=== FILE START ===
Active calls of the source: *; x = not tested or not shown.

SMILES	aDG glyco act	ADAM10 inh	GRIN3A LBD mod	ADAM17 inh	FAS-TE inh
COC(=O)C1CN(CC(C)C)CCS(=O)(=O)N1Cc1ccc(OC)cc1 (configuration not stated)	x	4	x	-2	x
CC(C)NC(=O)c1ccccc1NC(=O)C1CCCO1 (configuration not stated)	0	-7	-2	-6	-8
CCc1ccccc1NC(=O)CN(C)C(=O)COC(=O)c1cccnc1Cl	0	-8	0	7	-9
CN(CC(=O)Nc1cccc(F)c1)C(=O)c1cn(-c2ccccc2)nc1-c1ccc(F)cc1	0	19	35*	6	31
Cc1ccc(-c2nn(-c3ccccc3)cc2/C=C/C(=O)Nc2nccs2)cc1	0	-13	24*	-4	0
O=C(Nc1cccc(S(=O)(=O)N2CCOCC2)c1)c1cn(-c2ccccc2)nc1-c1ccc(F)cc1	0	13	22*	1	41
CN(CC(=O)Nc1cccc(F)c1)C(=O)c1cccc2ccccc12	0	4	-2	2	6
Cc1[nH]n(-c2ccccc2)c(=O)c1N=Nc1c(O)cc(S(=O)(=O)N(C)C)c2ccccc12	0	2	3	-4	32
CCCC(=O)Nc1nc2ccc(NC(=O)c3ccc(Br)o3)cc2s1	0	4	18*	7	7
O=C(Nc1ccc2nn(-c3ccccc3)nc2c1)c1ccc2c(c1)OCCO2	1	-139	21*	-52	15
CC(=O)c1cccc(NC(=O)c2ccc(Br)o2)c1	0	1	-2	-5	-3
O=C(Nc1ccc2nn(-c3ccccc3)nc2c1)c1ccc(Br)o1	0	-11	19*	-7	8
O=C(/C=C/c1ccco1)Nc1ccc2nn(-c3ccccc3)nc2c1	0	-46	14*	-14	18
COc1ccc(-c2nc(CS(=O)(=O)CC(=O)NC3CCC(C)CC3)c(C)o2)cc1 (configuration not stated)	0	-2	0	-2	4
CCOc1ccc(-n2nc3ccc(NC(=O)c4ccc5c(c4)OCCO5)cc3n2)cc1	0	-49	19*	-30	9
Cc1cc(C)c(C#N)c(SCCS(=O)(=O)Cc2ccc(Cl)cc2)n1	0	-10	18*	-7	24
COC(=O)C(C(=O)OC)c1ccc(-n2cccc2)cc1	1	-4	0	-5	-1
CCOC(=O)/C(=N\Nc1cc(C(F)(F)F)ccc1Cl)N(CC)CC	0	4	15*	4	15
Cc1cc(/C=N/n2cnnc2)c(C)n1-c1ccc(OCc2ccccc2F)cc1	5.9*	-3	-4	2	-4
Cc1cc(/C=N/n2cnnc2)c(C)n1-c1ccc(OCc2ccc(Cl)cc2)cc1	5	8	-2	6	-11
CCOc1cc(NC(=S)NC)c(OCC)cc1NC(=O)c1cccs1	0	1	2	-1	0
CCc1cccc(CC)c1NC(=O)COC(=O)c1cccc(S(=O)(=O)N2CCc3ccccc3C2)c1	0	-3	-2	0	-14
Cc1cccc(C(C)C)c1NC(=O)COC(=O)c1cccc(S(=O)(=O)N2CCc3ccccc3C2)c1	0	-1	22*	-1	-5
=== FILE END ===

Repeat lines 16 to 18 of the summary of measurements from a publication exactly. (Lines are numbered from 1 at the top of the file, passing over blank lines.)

COc1ccc(-c2nc(CS(=O)(=O)CC(=O)NC3CCC(C)CC3)c(C)o2)cc1 (configuration not stated)	0	-2	0	-2	4
CCOc1ccc(-n2nc3ccc(NC(=O)c4ccc5c(c4)OCCO5)cc3n2)cc1	0	-49	19*	-30	9
Cc1cc(C)c(C#N)c(SCCS(=O)(=O)Cc2ccc(Cl)cc2)n1	0	-10	18*	-7	24